Online retailing has increased market competition and created flood like conditions for flash-sales and discounting. But even more alarming is the major disconnect emerging in Australia’s retail market at a potential cost of $11.3 billion -directly related to poor pricing strategies.
The hidden figure in Neilson’s latest research on promotions and pricing is the $24.48 million spent on discount sales for products that would have sold regardless.
In response, getting ahead in the competitive retail market is recognising the need to secure sales through different promotion strategies that don’t focus on relentless discounting preventing resource waste.
This month we offer some helpful insights to reframe a promotion strategy that doesn’t heavily rely on discounting and in part, delivers a better experience for both the customer and brands long term.
Knowing what drives your customer and how this interrelates with price sensitivity is essential. As the Neilson data suggests, price elasticity factors provide the evidence base for what type of promotions will deliver the best results.
For example, Neilson found staples like bread and coffee, have low sensitivity to discount sales therefore there is no major need to use discount to impact sales. But a review of products in this category, which ordinarily have a low sensitivity to price, regularly use discount promotions.
At Edge we understand price sensitivity is often a key factor why brands entering the market and looking for acquisition do so with price as their focus and in some situations it’s relevant. Over the long term however, it may not deliver strong results or return on investment.
Alternatively to a one off discount, which customers are likely to forget, a smart incentives strategy can create a lasting impression from aqusition through to brand advocate.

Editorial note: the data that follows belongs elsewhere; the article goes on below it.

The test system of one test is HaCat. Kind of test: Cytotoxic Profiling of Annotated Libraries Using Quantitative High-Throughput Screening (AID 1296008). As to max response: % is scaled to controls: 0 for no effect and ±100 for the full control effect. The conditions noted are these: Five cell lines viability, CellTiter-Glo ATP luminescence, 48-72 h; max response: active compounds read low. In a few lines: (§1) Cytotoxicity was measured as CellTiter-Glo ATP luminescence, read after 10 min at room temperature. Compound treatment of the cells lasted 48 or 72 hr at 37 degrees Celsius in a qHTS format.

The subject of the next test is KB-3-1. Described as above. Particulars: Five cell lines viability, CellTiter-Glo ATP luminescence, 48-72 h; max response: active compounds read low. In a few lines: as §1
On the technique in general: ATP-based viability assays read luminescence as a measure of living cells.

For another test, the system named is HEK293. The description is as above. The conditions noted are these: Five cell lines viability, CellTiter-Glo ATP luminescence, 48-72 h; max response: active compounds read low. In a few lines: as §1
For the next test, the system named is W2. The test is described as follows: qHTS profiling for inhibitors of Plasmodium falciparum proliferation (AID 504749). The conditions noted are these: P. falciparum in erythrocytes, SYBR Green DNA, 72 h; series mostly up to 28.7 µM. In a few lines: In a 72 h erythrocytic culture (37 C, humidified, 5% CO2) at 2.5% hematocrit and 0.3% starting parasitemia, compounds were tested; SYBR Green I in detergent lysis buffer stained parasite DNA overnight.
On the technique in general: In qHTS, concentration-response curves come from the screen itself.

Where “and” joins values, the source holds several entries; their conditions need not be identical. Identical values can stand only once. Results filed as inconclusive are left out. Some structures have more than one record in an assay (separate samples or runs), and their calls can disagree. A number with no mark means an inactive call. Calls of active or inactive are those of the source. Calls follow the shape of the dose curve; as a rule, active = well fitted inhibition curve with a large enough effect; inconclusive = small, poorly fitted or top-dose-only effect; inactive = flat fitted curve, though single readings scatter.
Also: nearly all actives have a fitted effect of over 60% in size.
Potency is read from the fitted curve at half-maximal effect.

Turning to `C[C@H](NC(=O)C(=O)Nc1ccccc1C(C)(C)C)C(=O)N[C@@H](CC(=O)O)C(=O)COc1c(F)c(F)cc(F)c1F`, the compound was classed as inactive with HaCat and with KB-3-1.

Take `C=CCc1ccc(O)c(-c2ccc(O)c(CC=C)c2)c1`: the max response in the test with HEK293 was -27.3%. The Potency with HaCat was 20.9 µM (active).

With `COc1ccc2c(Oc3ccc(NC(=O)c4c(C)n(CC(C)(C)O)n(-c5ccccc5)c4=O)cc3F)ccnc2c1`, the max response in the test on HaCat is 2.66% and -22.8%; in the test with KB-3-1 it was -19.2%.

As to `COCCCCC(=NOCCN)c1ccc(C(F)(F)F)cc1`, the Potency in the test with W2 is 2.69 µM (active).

Gift with pucrchase, cashbacks, competitons and try me free all provide compelling headlines to draw in consumers, whilst protecting brands from over redemptions.
When it comes to retention, rather than offering blanket discounts to an existing and loyal customer base, a more effective strategy recognises the added value that a rewards incentive can bring.
A rewards incentive /offer will often provide additional benefits to the customer beyond the product purchase. Unlike discounting, which can have the adverse effect and influence a customer to switch products as price fluctuates.
Similarly, the effort not to discount can mean a brand or product is not easily devalued from the perception of repetitive discounting on the product.
When gamification is added to a free product or sample, it can create a captivating and irrational psychological reaction in a customer. Ultimately delivering an extremely positive brand image to the customer.
What these insights continue to reinforce is that a more innovative pricing and promotions strategy looks beyond discounting and for good reason.
Typically, discounting doesn’t positively impact value, rather it can actually lower brand reputation and just like a virus, once it starts it’s hard to stop.
A simple strategy to rectify repetitive discounting and achieve a positive impact on profitability and sales is to think about upselling, future-use rewards, gift with purchase and loyalty programs.
Edge can help you develop a strategy to preserve brand integrity and leverage special offers and rewards.
Get in contact with us on LinkedIn.